Friday’s Faces from the Past: Meeting John and Mary Coates

John Coates
Mary (?) Coates

Benita (McGinnis) McCormick (1889 – 1984)
Phillip C. McCormick (1892 – 1981)

Fun-loving John and Mary Coates, just who were you?

Caption reads, “John and lovely Mary Coates.”  1937, Mexico.  Exact location unknown; possibly Taxco, Guerrero?  From Benita (McGinnis) McCormick’s scrapbook.
 
These photographs, from my great-aunt Benita’s scrapbook, tell us you were in Mexico in 1937.  You either already knew my great-uncle and great-aunt, Phil and Benita McCormick, before you traveled there, or you met them while south of the border. 

 

Mary Coates, 1937, Mexico.  From
Benita (McGinnis) McCormick’s
scrapbook.

 

I have tried to learn more about you, searching the usual genealogy sources, such as Ancestry.com, FamilySearch.org, and Mocavo.com, but the time frames and names don’t match up.  Still, I have a few theories about you, so please bear with me as I share them here.
 

Based on the note my great-aunt wrote under a photograph in which all of you were seated at a park fountain, you were American, but where were you from? If you knew the McCormicks before your trip, you might have come from either Illinois, Ohio, or Minnesota; otherwise, it’s anybody’s guess.  Or maybe you were simply expats, living in Mexico.

 

Whatever the case, it seems you and my relatives enjoyed one another immensely and spent a lot of time together.  You even hired a guide to take you to various places, including the great Aztec pyramids of Teotihuacán, about 30 miles northeast of Mexico’s capital city.

 

 
As I look at the picture of you and my relatives, I’d guess you were slightly younger than Phil and Benita McCormick.  That would mean you were born sometime after 1900.  
 
 
John Coates, hamming it up on a park fountain.
1937, Mexico, exact location unknown. From
Benita (McGinnis) McCormick’s scrapbook.
John, you had the looks of a Hollywood movie star, with the character of a successful, self-assured, charismatic, and gregarious man who viewed life as a big adventure.

Mary, Aunt Detty described you as “lovely,” and you must have been that way inside and out. If a picture tells a thousand words, I think these photographs would say you were the counterpoint to your husband’s gregariousness. You seem outgoing, yet you also appear to be calm and poised and sweet.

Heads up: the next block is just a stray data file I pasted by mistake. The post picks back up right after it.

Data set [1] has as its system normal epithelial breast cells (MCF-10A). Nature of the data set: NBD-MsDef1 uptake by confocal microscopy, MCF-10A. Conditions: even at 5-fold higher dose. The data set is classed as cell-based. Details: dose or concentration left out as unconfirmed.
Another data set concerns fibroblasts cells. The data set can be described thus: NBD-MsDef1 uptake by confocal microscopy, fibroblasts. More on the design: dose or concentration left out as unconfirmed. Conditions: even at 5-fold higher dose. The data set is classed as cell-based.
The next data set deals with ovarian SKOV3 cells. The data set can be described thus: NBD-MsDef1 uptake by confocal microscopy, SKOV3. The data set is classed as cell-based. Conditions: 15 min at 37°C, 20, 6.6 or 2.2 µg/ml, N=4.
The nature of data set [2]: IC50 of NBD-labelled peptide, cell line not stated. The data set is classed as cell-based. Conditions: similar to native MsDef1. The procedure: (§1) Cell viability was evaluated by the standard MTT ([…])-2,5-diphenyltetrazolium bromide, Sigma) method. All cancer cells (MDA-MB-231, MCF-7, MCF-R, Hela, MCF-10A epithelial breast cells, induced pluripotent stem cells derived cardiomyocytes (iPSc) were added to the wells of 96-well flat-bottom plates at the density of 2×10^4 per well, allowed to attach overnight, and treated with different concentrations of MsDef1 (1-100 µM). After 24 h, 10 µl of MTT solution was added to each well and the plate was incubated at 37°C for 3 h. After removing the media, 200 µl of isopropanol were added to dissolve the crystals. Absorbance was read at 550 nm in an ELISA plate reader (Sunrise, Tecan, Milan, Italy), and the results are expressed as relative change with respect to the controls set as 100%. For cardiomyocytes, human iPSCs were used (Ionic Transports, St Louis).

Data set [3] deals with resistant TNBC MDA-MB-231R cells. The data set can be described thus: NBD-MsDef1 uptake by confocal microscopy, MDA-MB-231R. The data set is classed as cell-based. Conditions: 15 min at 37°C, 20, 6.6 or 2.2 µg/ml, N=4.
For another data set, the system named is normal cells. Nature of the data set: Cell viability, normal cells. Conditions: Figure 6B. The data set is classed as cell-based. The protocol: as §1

I’m sure Aunt Detty loved spending time with you, sharing insights and impressions of your sightseeing excursions, and discussing your families back home.

 

Did you have children?  If so, maybe they or someone else who knew and loved you will find you here one day and enjoy these snippets of happy times shared so many years ago.  Maybe they will even share more with us, about you and your life together.

 

 
In any case, if they do find you here, I hope they will be happy to know that your friendship with my wonderful relatives, whether brief or long-lived, was treasured and remembered and treasured long after those serendipitous days south of the border.  
 
Here’s to you, John and Mary Coates.  Whoever you were, you were special to my great-aunt and uncle.  And for now, that’s good enough for me.
 
 
Left to right: John and Mary Coates, unidentified tour guide, and Benita and Phil McCormick. Caption reads, “4 Americans & Guide.” 1937, Mexico, exact location unknown.  From Benita (McGinnis) McCormick’s scrapbook.

 

Left to right:  John and Mary Coates and Benita and Phil  McCormick.
1937, Teotihuacán, Mexico. From Benita (McGinnis) McCormick’s scrapbook.

************
Copyright ©  2014  Linda Huesca Tully

 

 

 

2 Thoughts to “Friday’s Faces from the Past: Meeting John and Mary Coates

  1. What a sweet tribute, Linda. Seeing those photographs, I can understand why you'd want to know more about the relationship between this couple and your family. I hope someone from the Coates family has a serendipitous visit to Google sometime soon, which leads them to your (digital) door!

Leave a Reply

Your email address will not be published. Required fields are marked *

This site uses Akismet to reduce spam. Learn how your comment data is processed.